In Hatchet, Gary Paulsen offers an adventure and a coming-of-age story in which Brian Robeson learns to think and act independently in very challenging circumstances. The plot follows Brian, a 13-year-old boy who is traveling between his separated parents as a passenger in a small plane when the plane crashes, from his ultimately successful wilderness survival efforts to his rescue and reintegration into the everyday world.
Brian is marked as an extraordinary boy early in the novel, when he manages to guide the plane to a non-fatal crash landing after the pilot has a heart attack and dies. Once he realizes that he is physically unharmed, he takes stock of the situation and identifies a single hatchet as the only tool that will prove useful in surviving. Significantly, this tool was a gift from his mother, about whom he had mixed feelings even before departing.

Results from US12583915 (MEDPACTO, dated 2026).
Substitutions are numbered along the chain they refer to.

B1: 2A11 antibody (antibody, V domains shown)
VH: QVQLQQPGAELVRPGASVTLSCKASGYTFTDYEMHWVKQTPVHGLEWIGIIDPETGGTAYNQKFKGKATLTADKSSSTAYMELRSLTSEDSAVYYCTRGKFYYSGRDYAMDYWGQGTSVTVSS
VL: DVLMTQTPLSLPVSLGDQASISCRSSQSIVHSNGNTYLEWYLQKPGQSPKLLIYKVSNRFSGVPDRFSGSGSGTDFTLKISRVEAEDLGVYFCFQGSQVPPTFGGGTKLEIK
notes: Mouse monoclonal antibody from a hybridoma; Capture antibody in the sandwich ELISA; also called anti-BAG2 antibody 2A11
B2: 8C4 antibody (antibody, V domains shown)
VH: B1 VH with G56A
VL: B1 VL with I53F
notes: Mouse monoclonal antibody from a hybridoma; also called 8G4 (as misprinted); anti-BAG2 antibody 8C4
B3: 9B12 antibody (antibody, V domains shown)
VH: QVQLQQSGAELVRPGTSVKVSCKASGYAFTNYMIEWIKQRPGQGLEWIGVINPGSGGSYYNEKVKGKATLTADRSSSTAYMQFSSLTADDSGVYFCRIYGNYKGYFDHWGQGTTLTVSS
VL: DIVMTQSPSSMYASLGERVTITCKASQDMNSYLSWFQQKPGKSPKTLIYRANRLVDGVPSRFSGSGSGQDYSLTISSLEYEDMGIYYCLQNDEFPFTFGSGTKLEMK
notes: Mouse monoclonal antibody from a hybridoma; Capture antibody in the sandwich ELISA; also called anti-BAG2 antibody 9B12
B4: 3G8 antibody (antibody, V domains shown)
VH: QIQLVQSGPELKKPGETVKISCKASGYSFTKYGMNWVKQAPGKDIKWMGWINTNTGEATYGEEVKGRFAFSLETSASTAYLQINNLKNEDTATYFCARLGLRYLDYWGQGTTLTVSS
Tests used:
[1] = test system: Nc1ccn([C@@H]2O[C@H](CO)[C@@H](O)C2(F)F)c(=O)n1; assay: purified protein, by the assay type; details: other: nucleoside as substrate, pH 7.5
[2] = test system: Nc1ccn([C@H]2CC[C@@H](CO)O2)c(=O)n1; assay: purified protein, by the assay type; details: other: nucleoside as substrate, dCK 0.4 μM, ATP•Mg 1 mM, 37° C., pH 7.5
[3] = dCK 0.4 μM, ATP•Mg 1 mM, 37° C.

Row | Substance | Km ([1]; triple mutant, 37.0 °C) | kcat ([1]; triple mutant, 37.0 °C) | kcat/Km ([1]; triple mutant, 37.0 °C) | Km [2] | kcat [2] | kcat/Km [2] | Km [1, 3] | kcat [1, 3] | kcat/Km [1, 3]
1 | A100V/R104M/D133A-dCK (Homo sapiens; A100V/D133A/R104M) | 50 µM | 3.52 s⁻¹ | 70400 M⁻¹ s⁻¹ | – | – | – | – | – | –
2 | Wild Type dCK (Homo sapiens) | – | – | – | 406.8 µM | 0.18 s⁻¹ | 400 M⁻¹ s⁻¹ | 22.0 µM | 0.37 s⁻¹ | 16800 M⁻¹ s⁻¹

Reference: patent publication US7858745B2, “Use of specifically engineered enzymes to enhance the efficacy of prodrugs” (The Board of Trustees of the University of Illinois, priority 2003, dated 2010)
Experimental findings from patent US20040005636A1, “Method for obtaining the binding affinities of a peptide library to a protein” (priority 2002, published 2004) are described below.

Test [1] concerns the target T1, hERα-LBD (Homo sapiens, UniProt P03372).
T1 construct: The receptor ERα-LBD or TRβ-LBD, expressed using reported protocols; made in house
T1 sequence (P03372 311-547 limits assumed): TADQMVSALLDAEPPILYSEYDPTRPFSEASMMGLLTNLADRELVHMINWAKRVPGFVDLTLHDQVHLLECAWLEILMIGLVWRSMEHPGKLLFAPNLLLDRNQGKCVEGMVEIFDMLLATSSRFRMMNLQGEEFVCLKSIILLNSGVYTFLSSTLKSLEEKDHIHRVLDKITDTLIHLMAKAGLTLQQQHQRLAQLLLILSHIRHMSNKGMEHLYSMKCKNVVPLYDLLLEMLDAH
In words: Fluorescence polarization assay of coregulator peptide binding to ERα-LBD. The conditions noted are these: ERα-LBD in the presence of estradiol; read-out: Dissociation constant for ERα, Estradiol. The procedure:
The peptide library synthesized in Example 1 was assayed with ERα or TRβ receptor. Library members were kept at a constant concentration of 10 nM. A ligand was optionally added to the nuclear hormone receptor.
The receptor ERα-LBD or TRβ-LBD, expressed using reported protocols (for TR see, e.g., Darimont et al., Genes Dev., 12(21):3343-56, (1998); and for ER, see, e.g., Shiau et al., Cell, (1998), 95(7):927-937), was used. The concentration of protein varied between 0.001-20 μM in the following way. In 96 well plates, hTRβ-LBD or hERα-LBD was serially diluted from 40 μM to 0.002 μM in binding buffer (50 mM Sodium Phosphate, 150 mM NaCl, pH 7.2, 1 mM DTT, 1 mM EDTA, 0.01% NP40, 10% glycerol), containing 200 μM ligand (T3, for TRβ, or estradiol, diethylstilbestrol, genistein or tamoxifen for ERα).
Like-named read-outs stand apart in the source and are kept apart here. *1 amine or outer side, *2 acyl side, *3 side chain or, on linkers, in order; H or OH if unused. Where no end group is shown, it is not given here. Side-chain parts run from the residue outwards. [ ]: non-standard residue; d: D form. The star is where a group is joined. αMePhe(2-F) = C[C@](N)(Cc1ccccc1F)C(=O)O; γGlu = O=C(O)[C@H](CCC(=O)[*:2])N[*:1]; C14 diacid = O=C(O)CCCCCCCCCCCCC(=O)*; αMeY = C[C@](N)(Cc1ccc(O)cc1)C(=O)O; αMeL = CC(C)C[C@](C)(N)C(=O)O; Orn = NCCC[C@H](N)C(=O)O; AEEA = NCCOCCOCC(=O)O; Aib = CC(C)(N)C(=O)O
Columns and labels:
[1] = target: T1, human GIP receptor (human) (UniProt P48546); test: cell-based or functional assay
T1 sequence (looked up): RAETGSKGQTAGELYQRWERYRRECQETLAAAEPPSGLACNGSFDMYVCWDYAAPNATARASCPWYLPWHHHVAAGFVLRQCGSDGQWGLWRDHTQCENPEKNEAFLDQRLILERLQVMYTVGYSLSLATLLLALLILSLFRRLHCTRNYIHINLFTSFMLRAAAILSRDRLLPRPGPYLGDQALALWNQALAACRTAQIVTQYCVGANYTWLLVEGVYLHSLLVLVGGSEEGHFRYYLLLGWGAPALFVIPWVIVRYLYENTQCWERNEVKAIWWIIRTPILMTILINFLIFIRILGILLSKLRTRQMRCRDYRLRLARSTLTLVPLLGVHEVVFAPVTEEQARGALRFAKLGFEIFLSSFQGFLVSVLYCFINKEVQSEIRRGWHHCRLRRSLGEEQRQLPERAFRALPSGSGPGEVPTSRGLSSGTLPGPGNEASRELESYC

Thinking logically about food and shelter, Brian builds a clumsy hut and forages on berries, but when they make him sick, he realizes how limited his environmental knowledge is. A porcupine’s attack does not seriously injure him but makes him aware of his vulnerability.
Brian manages to make fire, which will be essential for cooking. He catches fresh food—birds and fish. The larger animals, such as a moose, constitute a greater threat. As days pass, he understands that his chances of survival in this location are diminishing each day and decides to attempt an escape. Determined to maximize use of the few technological resources left to him, he retrieves the survival bag from the plane. Fortunately, he is rescued and so does not have to build a raft.